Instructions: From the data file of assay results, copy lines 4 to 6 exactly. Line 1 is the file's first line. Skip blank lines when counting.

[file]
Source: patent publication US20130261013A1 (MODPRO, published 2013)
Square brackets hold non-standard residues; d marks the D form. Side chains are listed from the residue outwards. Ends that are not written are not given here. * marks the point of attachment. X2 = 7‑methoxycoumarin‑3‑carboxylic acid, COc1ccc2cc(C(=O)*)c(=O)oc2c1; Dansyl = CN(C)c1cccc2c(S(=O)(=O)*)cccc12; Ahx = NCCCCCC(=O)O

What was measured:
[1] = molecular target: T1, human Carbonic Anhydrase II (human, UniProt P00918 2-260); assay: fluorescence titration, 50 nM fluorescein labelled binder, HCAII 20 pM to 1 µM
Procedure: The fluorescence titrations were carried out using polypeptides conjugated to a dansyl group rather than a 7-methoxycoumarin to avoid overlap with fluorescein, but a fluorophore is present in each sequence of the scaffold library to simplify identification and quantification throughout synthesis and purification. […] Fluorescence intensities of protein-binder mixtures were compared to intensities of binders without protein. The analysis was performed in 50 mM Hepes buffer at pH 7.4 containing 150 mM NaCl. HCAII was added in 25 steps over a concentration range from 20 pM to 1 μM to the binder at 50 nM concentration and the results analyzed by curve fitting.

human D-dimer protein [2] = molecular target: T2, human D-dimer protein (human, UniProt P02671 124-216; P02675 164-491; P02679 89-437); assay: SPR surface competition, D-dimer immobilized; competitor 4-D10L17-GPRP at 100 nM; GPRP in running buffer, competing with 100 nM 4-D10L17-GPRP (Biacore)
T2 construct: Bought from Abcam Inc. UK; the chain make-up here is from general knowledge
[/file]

[1] = molecular target: T1, human Carbonic Anhydrase II (human, UniProt P00918 2-260); assay: fluorescence titration, 50 nM fluorescein labelled binder, HCAII 20 pM to 1 µM
Procedure: The fluorescence titrations were carried out using polypeptides conjugated to a dansyl group rather than a 7-methoxycoumarin to avoid overlap with fluorescein, but a fluorophore is present in each sequence of the scaffold library to simplify identification and quantification throughout synthesis and purification. […] Fluorescence intensities of protein-binder mixtures were compared to intensities of binders without protein. The analysis was performed in 50 mM Hepes buffer at pH 7.4 containing 150 mM NaCl. HCAII was added in 25 steps over a concentration range from 20 pM to 1 μM to the binder at 50 nM concentration and the results analyzed by curve fitting.

human D-dimer protein [2] = molecular target: T2, human D-dimer protein (human, UniProt P02671 124-216; P02675 164-491; P02679 89-437); assay: SPR surface competition, D-dimer immobilized; competitor 4-D10L17-GPRP at 100 nM; GPRP in running buffer, competing with 100 nM 4-D10L17-GPRP (Biacore)